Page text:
These stories resonated with me for a few reasons.
First, like many of you, I've responded to multiple attempted (and successful) suicides through the years. Some were dispatched that way, while others we had to quickly figure out after arriving on scene. Regardless of the method or situation found, these were always difficult incidents to handle.
I was always taught to stand back and wait for law enforcement, but in my experience it didn't always unfold that way.
As an example, a couple years ago my fire department responded to an attempted suicide where the involved firefighters and paramedics literally dove out the window after, and fortunately caught, a patient, without warning, made that move. They placed themselves at great risk and saved a life, but the outcome could have been different.
Finally, we've been getting more and more involved in a partnership with our police, sheriff's office, and mental health counterparts to develop and deliver trained members of a crisis intervention team, from multiple agencies and disciplines, to suicide attempts and other incidents where mental health crises are an underlying cause.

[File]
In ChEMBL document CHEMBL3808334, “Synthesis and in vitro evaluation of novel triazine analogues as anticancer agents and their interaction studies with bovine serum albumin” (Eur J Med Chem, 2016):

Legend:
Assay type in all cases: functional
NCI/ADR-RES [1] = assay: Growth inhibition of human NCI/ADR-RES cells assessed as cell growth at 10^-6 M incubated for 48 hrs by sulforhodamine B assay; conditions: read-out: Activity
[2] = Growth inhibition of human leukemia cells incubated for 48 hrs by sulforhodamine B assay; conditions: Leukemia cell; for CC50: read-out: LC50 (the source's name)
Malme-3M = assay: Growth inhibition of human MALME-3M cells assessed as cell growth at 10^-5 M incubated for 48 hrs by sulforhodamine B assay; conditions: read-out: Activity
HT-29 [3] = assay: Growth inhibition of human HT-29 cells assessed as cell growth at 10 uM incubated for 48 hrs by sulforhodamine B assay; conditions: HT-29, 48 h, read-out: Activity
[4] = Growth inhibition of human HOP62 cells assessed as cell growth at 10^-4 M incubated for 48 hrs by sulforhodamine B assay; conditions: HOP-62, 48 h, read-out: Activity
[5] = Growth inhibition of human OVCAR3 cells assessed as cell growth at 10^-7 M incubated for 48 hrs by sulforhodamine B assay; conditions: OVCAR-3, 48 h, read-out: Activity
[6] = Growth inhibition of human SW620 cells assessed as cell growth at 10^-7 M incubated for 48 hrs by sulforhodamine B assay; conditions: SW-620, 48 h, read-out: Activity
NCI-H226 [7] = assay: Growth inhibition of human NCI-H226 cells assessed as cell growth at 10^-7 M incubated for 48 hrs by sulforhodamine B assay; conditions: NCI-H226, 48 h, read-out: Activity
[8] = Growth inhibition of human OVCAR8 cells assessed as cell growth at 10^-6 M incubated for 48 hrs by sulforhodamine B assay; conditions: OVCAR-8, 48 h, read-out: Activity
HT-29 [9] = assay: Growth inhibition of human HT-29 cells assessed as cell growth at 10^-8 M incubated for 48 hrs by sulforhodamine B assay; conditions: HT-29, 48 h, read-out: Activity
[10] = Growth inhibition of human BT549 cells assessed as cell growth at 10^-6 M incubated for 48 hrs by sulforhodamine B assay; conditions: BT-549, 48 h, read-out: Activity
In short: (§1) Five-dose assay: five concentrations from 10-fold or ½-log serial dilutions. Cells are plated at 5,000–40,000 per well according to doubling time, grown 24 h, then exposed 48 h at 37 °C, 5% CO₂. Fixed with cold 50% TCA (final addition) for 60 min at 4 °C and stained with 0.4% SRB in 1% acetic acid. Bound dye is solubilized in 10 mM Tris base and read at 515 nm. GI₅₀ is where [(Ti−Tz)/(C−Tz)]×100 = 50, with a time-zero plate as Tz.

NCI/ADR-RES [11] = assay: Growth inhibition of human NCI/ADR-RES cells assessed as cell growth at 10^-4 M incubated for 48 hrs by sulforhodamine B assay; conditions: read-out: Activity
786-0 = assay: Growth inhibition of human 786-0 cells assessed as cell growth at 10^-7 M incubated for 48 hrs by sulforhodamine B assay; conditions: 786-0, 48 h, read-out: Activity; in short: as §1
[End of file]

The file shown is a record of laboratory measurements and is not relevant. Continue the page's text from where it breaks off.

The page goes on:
These events, while all-too-frequent, demand special attention and on-scene collaboration for a safe resolution. Even beyond the training, the relationships formed between various responders are a huge benefit to such efforts.
If you haven't done so lately, and regardless of whether or not your department "does" EMS, be sure to understand how your local law enforcement and mental health folks address these incidents — and what role you're expected to play in a response.